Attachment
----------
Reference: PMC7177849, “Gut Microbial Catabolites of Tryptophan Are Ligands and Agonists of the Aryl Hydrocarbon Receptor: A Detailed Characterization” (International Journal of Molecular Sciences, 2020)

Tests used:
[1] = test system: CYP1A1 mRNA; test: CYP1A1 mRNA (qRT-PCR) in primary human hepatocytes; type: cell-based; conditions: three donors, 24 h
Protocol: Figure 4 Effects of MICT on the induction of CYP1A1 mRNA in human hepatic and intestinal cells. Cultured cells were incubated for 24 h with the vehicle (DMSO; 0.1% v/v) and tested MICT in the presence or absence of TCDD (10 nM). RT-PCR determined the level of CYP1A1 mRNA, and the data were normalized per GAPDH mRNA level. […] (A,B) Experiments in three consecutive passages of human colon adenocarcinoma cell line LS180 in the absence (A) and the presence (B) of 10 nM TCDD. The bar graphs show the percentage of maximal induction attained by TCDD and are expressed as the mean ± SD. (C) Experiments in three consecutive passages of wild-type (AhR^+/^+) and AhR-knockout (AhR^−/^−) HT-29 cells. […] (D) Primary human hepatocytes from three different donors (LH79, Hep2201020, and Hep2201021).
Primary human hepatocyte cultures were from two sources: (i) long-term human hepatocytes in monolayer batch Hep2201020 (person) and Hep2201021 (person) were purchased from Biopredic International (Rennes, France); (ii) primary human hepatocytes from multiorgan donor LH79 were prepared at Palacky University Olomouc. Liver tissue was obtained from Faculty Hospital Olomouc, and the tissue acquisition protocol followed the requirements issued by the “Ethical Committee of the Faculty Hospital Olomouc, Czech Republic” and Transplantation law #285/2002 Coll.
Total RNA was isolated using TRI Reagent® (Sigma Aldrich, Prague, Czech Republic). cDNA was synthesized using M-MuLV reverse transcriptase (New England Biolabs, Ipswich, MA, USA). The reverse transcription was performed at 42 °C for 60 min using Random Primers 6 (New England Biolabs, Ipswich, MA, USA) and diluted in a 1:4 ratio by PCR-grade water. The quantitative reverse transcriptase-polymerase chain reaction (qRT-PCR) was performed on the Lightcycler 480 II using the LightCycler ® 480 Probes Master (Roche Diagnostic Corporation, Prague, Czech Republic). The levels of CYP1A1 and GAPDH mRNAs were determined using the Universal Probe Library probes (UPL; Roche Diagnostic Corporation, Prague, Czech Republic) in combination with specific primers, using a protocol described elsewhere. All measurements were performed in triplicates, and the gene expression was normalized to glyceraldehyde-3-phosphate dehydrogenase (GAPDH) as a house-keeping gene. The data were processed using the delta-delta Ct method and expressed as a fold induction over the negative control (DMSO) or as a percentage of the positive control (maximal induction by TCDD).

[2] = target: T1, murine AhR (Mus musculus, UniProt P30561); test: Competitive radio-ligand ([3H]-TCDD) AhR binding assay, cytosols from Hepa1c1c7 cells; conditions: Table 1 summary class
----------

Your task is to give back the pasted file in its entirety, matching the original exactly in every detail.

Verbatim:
Reference: PMC7177849, “Gut Microbial Catabolites of Tryptophan Are Ligands and Agonists of the Aryl Hydrocarbon Receptor: A Detailed Characterization” (International Journal of Molecular Sciences, 2020)

Tests used:
[1] = test system: CYP1A1 mRNA; test: CYP1A1 mRNA (qRT-PCR) in primary human hepatocytes; type: cell-based; conditions: three donors, 24 h
Protocol: Figure 4 Effects of MICT on the induction of CYP1A1 mRNA in human hepatic and intestinal cells. Cultured cells were incubated for 24 h with the vehicle (DMSO; 0.1% v/v) and tested MICT in the presence or absence of TCDD (10 nM). RT-PCR determined the level of CYP1A1 mRNA, and the data were normalized per GAPDH mRNA level. […] (A,B) Experiments in three consecutive passages of human colon adenocarcinoma cell line LS180 in the absence (A) and the presence (B) of 10 nM TCDD. The bar graphs show the percentage of maximal induction attained by TCDD and are expressed as the mean ± SD. (C) Experiments in three consecutive passages of wild-type (AhR^+/^+) and AhR-knockout (AhR^−/^−) HT-29 cells. […] (D) Primary human hepatocytes from three different donors (LH79, Hep2201020, and Hep2201021).
Primary human hepatocyte cultures were from two sources: (i) long-term human hepatocytes in monolayer batch Hep2201020 (person) and Hep2201021 (person) were purchased from Biopredic International (Rennes, France); (ii) primary human hepatocytes from multiorgan donor LH79 were prepared at Palacky University Olomouc. Liver tissue was obtained from Faculty Hospital Olomouc, and the tissue acquisition protocol followed the requirements issued by the “Ethical Committee of the Faculty Hospital Olomouc, Czech Republic” and Transplantation law #285/2002 Coll.
Total RNA was isolated using TRI Reagent® (Sigma Aldrich, Prague, Czech Republic). cDNA was synthesized using M-MuLV reverse transcriptase (New England Biolabs, Ipswich, MA, USA). The reverse transcription was performed at 42 °C for 60 min using Random Primers 6 (New England Biolabs, Ipswich, MA, USA) and diluted in a 1:4 ratio by PCR-grade water. The quantitative reverse transcriptase-polymerase chain reaction (qRT-PCR) was performed on the Lightcycler 480 II using the LightCycler ® 480 Probes Master (Roche Diagnostic Corporation, Prague, Czech Republic). The levels of CYP1A1 and GAPDH mRNAs were determined using the Universal Probe Library probes (UPL; Roche Diagnostic Corporation, Prague, Czech Republic) in combination with specific primers, using a protocol described elsewhere. All measurements were performed in triplicates, and the gene expression was normalized to glyceraldehyde-3-phosphate dehydrogenase (GAPDH) as a house-keeping gene. The data were processed using the delta-delta Ct method and expressed as a fold induction over the negative control (DMSO) or as a percentage of the positive control (maximal induction by TCDD).

[2] = target: T1, murine AhR (Mus musculus, UniProt P30561); test: Competitive radio-ligand ([3H]-TCDD) AhR binding assay, cytosols from Hepa1c1c7 cells; conditions: Table 1 summary class